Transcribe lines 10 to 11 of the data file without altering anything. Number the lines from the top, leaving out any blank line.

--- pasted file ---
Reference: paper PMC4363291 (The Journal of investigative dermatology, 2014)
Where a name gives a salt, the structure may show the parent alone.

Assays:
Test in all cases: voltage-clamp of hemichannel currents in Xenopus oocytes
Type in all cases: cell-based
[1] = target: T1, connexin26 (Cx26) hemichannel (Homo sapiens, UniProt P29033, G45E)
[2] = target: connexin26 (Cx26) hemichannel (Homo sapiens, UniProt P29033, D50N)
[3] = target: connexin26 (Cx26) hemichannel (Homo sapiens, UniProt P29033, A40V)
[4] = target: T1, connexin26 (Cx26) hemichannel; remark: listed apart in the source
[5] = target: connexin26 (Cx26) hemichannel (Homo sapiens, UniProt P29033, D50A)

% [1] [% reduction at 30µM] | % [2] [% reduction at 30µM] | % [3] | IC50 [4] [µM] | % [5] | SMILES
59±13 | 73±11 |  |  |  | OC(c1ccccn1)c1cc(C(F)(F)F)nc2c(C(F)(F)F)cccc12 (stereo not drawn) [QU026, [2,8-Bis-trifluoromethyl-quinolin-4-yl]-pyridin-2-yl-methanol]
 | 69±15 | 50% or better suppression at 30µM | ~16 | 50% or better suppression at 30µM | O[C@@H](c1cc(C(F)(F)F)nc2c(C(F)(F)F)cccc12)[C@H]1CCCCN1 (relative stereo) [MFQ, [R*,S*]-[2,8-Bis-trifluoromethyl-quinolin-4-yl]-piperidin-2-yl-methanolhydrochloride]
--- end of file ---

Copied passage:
[5] = target: connexin26 (Cx26) hemichannel (Homo sapiens, UniProt P29033, D50A)

% [1] [% reduction at 30µM] | % [2] [% reduction at 30µM] | % [3] | IC50 [4] [µM] | % [5] | SMILES